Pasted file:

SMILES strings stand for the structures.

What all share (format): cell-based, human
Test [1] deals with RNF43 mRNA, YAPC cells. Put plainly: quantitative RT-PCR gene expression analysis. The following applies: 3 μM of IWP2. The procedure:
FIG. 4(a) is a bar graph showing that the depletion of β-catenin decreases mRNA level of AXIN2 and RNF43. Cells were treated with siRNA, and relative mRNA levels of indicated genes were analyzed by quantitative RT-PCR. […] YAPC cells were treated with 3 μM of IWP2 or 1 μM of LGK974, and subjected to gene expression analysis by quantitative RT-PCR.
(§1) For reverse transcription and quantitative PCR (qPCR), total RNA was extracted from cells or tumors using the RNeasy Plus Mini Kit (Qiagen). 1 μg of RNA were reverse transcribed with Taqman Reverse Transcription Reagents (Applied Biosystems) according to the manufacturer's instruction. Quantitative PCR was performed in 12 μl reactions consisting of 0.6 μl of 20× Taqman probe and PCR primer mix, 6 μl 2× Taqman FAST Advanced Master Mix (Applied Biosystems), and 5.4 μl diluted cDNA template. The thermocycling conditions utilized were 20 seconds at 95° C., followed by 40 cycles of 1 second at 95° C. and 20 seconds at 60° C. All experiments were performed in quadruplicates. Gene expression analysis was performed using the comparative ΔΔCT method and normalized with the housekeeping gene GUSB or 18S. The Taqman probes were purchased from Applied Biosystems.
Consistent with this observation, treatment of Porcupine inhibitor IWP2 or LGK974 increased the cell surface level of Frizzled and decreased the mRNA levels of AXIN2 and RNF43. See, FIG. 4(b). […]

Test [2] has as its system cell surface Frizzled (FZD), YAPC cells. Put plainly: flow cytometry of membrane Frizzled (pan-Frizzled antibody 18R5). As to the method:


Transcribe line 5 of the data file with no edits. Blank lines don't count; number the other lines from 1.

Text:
(§1) For reverse transcription and quantitative PCR (qPCR), total RNA was extracted from cells or tumors using the RNeasy Plus Mini Kit (Qiagen). 1 μg of RNA were reverse transcribed with Taqman Reverse Transcription Reagents (Applied Biosystems) according to the manufacturer's instruction. Quantitative PCR was performed in 12 μl reactions consisting of 0.6 μl of 20× Taqman probe and PCR primer mix, 6 μl 2× Taqman FAST Advanced Master Mix (Applied Biosystems), and 5.4 μl diluted cDNA template. The thermocycling conditions utilized were 20 seconds at 95° C., followed by 40 cycles of 1 second at 95° C. and 20 seconds at 60° C. All experiments were performed in quadruplicates. Gene expression analysis was performed using the comparative ΔΔCT method and normalized with the housekeeping gene GUSB or 18S. The Taqman probes were purchased from Applied Biosystems.